Last night, Democrats offered a moving and motivational argument for their vision of America as a pluralistic and progressive society Through powerful videos, testimonials and speeches, they made the case for action to stem gun violence and climate change; bring undocumented workers out of the shadows; and strengthen the social contract with measures such as universal childcare. They welcomed a historic nominee for vice president, who touted her lineage as the daughter of Jamaican and Indian immigrants and spoke of the ideal of racial reconciliation and John Lewis s vision of the "beloved community." They heard a fervent, powerful homily from a former president who symbolized change. Taken separately, you will find a majority of Americans are in favor of many of the ideals Democrats promoted last night. But President Donald Trump won the 2016 election by energizing a minority of voters -- most of whom are White -- who view these changes as a threat to their livelihoods and way of life. And what may seem like a humane, common sense agenda to most Americans, this week will be cast by Trump and the Republicans as nothing more than job-crushing environmental regulations; amnesty for "illegals" and open borders; an attack on police that invites urban violence and anarchy; onerous new taxation and a radical assault on the second amendment. These are the jagged fault lines of American politics: a rising number of young people, racial minorities and college-educated White voters versus those who view the cultural and social changes proudly displayed at the Democratic National Convention this week as a threat. Trump s fear of Joe Biden as an opponent is so pronounced that the President was impeached for trying to dig up dirt on him. But Biden -- a White, plain-spoken, devout Catholic from the industrial heartland -- is a culturally inconvenient target. Biden hardly looks the part of the far left radical Trump would use to rile up his base. In the primaries, Biden s history of moderation and bipartisanship was a rallying point among fellow Democratic candidates. But in a general election, this history serves as an asset, offering comfort to middle-of-the-road voters who are ready to fire Trump. That doesn t mean Trump won t try to seize on, embellish and distort the Democratic platform and Biden s programs to paint him as an aged and addled dupe who has surrendered to the left. Trump is likely to cast him as a trojan horse the Democrats will use to promote socialism, lawlessness and cultural expropriation. But Democrats have been relentless this week in presenting Biden as a decent, caring man deeply rooted in Main Street values; a resilient leader who has weathered unthinkable struggle and loss and is prepared to lead America out of one of its darkest epochs. Tonight, as he accepts the nomination of his party, his job is to dispatch Trump s attacks on his physical energy and mental acuity with a robust speech that defies caricature and speaks to the broadest swath of Americans. He needs to approach the speech as if he were already a sitting president and give Americans the confidence that better days are within our reach by laying out a clear sense of where he would lead on the virus and the economy. The battle for the presidency will mostly be one of mobilization, with each side working to get their bases out to vote. Democrats did a good job Wednesday of appealing to theirs with emotional presentations on core issues. But they have also offered reassurance this week to middle-of-the-road voters with speeches from moderate and Republican voices. This is particularly important, since the outcome in November may be decided by the final disposition of few, mostly White voters who are up for grabs in a handful of swing states. Tonight, Biden needs to keep that balance in mind as he makes his pitch to what may amount to the largest audience he will have to himself between now and November.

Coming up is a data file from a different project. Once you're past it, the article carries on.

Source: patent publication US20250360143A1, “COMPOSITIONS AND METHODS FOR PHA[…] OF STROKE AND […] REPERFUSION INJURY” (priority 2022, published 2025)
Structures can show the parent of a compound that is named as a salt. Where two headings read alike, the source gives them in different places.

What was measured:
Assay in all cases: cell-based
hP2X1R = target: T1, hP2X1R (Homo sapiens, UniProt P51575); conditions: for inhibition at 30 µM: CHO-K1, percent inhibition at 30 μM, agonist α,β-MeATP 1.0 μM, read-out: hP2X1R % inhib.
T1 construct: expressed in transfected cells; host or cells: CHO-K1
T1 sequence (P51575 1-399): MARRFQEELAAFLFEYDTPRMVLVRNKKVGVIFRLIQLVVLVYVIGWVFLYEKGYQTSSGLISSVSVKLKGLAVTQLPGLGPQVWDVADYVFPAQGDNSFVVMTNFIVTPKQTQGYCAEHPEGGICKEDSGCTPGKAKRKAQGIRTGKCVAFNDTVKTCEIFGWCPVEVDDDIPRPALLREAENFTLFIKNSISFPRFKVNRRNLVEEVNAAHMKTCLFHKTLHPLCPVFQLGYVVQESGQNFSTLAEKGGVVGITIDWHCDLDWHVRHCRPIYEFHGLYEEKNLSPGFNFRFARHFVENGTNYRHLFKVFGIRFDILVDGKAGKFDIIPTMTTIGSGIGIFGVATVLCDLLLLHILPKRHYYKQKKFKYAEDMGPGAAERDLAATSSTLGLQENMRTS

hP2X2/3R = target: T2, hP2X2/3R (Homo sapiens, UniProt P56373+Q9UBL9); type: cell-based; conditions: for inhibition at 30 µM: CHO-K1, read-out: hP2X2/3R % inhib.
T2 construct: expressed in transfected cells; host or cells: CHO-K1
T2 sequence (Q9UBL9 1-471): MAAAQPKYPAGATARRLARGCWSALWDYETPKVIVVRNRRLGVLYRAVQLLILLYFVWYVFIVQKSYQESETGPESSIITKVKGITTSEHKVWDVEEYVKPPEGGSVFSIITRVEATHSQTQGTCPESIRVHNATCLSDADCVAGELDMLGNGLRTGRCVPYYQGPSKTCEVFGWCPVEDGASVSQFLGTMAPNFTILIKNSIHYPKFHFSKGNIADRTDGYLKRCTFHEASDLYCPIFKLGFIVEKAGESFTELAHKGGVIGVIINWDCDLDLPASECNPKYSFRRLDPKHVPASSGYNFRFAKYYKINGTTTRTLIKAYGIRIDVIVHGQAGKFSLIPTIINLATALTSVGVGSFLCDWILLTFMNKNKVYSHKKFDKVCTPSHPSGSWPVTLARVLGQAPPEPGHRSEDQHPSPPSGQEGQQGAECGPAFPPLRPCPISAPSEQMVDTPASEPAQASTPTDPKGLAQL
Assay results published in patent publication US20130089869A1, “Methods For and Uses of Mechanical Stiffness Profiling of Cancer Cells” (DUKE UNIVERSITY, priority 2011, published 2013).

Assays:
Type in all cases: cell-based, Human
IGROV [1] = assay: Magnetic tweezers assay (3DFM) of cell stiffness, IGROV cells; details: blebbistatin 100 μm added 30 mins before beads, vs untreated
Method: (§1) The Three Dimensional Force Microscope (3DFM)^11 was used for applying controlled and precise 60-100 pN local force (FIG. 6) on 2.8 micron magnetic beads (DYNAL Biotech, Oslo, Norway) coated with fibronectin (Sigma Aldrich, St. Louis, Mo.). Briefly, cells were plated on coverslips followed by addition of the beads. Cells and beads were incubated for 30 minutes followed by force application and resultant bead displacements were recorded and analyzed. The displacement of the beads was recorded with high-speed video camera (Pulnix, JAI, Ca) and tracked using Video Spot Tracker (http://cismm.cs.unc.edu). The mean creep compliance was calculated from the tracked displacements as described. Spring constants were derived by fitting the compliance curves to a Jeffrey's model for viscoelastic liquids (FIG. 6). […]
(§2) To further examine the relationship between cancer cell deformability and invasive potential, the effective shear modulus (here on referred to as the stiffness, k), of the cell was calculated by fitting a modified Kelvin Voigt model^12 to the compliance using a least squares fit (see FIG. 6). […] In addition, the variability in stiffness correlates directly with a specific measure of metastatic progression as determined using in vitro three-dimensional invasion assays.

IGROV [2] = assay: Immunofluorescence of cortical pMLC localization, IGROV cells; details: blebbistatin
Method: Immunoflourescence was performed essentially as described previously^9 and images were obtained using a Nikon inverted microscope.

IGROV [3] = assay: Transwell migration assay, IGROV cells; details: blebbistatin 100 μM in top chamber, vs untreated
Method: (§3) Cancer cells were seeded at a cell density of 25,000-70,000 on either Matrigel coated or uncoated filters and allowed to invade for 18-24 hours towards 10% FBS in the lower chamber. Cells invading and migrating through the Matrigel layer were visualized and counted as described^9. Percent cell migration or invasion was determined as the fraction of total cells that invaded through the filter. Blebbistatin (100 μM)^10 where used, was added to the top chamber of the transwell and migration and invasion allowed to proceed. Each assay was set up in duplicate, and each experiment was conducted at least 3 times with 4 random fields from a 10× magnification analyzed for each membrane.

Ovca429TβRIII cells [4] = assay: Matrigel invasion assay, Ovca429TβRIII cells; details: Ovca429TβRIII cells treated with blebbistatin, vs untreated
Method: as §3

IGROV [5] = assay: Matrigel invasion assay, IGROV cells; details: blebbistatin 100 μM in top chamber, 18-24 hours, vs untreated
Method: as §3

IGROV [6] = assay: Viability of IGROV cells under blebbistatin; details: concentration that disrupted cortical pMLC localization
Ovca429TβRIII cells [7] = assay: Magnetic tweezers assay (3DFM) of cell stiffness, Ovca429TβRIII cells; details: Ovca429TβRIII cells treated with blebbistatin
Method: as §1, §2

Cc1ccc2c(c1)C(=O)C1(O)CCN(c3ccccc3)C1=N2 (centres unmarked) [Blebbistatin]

Liberal education tries to pretend to be exporting a free person without control or limit. Such freedom extends to discussing important issues inside the Church such as : Interpretation of the Bible and the issue of the concept of divine revelation or the issue of ordaining women a priest or the writings of the Old Testament. The definitions of liberal education may be broad, generalized, and sometimes contradict